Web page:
The Daily Build is a pre-requisite to Test Driven Development. The Daily Build is required to assemble the complete set of program modules that make up the final system and combine to make it an implementable/executable package. This package is then validated through the testing process to ensure that the code meets the business requirements. To support the high productivity requirements of an Agile project, this build must take place at least once a day. This Nugget explores the requirements for a Daily Build and provides some tips and hints on how to achieve this target.00:26:52

Ongoing Refactoring
Ongoing Refactoring, or constant, incremental improvement of the code base is the foundation of "being Agile." It allows the developer to fix code flaws, shortcomings and inefficiencies as they are discovered. The Agile project builds time into the project to allow for refactoring. This ensures that the code base is improved each time code is checked back into the system.00:30:36

Developing a Spike or Split
Spikes and Splits allow Agile Projects to develop incrementally with confidence. Spikes let the team explore better methods, identify alternative ways to program and generally experiment to determine the best approach to completing a User Story -- thus satisfying a business requirement. A Split allows the team to take a piece of code that is too large, too complex or that supports multiple delivery approaches and split it into two or more simpler modules.00:25:00

Tracking and Velocity
Agile development is very managed, but managed in an Agile way. Tracking and Velocity are key Agile management techniques. Tracking allows for the identification of work completed per iteration and focuses on completing each iteration on time. Velocity consists of identifying how much time was spent on each user story, which stories were developed in a given iteration and determining, with confidence, how much development time is available for story completion in the next iteration.00:37:18

Daily Status Meetings
Daily, standup status meetings are a key component of Agile development. Short, 10-minute-or-less, daily status meetings keep the team focused on its identified stories and ensures that work is progressing toward completing the iteration on-time. Due to the limited time frame of each iteration, two weeks for example, these daily status meetings are critical to keeping everyone focused and on track.00:27:43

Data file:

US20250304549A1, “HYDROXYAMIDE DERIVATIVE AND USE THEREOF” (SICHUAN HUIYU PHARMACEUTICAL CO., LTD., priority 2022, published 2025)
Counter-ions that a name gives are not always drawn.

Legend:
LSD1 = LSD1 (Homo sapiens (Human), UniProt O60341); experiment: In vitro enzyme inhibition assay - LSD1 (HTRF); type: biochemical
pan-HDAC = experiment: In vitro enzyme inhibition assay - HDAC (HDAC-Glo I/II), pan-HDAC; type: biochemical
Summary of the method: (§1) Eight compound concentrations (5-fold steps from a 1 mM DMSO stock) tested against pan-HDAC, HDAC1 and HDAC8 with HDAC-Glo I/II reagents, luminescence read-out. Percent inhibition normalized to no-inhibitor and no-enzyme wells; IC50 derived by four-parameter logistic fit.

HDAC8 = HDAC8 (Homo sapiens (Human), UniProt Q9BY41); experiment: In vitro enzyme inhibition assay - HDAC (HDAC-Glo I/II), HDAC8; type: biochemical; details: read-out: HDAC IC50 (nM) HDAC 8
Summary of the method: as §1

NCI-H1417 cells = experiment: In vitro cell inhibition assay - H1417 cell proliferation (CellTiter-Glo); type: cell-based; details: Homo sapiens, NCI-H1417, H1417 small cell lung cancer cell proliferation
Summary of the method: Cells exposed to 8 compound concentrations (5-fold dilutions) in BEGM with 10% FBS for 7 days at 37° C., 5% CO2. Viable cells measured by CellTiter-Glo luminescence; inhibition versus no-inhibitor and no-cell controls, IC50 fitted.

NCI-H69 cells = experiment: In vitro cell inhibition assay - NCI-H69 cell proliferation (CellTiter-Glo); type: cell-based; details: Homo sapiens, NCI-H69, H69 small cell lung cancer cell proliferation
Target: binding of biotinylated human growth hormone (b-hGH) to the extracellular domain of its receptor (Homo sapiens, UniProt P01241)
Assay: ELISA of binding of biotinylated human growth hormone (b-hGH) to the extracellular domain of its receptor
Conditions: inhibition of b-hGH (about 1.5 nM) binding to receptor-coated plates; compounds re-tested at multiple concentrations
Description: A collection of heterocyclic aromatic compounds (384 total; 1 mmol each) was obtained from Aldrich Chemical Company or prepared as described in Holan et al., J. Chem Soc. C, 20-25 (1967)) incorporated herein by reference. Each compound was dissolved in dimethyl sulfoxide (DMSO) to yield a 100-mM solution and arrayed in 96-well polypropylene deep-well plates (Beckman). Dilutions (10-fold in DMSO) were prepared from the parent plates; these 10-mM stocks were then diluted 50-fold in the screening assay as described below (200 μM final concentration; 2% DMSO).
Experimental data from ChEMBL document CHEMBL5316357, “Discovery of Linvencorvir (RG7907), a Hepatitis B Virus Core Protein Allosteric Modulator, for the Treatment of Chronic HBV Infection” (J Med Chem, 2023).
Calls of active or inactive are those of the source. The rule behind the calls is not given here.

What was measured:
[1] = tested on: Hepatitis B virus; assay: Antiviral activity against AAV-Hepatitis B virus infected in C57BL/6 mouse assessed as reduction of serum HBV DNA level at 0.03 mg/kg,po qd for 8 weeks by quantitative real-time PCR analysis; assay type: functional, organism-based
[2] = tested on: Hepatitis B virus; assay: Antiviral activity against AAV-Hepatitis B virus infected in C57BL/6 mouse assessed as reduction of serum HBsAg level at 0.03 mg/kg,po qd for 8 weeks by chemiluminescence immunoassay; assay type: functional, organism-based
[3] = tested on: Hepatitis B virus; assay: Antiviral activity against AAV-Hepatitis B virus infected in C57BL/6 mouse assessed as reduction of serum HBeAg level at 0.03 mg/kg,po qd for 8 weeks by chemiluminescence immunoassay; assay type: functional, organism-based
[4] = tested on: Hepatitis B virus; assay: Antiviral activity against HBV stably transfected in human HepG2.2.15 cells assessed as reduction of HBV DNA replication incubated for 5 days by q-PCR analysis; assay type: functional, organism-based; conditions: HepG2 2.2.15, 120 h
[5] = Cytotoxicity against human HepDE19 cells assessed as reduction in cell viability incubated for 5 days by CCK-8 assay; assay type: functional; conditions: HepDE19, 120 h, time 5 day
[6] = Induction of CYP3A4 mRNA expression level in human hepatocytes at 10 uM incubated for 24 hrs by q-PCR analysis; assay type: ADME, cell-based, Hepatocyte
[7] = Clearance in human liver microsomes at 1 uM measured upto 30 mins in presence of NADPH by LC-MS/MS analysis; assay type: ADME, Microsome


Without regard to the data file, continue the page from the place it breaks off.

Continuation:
Release Management
Each iteration only develops a small amount of incremental code, due to the short duration of each iteration. An Agile project typically does not fully implement "production code" at the end of each iteration. Instead, the completed code from several successive iterations is accumulated until the business sees sufficient incremental value to justify a release/implementation. The determination of how many iterations are accumulated into a release is determined solely by the business.00:28:26

Implementation
Implementation of a Release, which is the accumulated result of several iterations, happens when an Agile project becomes "non-Agile." Unlike the development and management activities leading up to Implementation, an Agile project team typically implements, converts, trains and moves developed code into production using traditional methods and procedures. This Nugget examines what Implementation means and explores several considerations for being Agile, while still supporting traditional implementation procedures.00:30:27

Scrum
This Nugget reviews the specific principles and processes for Agile development defined by the SCRUM approach as documented by Ken Schwaber and Jess Sutherland.00:32:18

eXtreme Programming
This Nugget reviews the specific principles and processes for Agile development defined by the eXtreme Programming approach documented by Kent Beck, Ward Cunningham and Ron Jefferies.00:29:03

RUP
This Nugget reviews the specific principles and processes for Agile development defined by the RUP approach documented by Rational Software (now IBM).00:27:00

Crystal
This Nugget reviews the specific principles and processes for Agile development defined by the Crystal approaches documented by Alistair Cockburn.00:27:13

Other Agile Methods (FDD, ASD, DSDM)
This Nugget reviews the high level principles and processes of other documented Agile development processes, specifically Feature Driven Development (Peter Coad), Adaptive Software Development (Jim Highsmith) and Dynamic Software Development Method (Jennifer Stapleton).00:33:59

Agile Documentation
Agile projects produce documentation. However, Agile project teams ask critical questions before producing documentation: Is documentation really needed?; Who uses it?; Is there a better, more Agile way?; Agile documentation methods explored in this Nugget include Wikis (and related systems), business driven documentation and self-maintaining documentation.00:34:34

Agile Life Cycle
To ensure that an Agile project achieves its identified business objectives, the project must follow an Agile Life Cycle. Vision defines the overall direction for the project, while many iterations of Iteration Planning and Agile Development successively develop the final system. A larger repeating cycle, including Implementation, moves developed code into production based on defined business benefits. And finally, Close ensures that lessons learned, reusable materials and overall organizational process improvements are harvested from each Agile project.00:28:05

Distributed Agile Development
Agile projects -- which consist of small, co-located teams with continuous business involvement -- are non-distributed. But with a little hard work, a little imagination and a generous application of advanced technology tools, distributed projects can be successfully completed (or even internationally distributed to the other side of the world) in an Agile or near-Agile manner.00:31:22

Large Scale Agile Development
While some Agile Development methods are very specifically defined for small projects, many approaches exist to scale Agile development approaches to teams of hundreds and even thousands. This Nugget explores several methods for scaling your Agile projects to the size required.00:24:28

Agile Development Summary
This Nugget wraps up the Agile Development series with a detailed look at the Agile Manifesto and the thirteen Agile Principles.00:29:45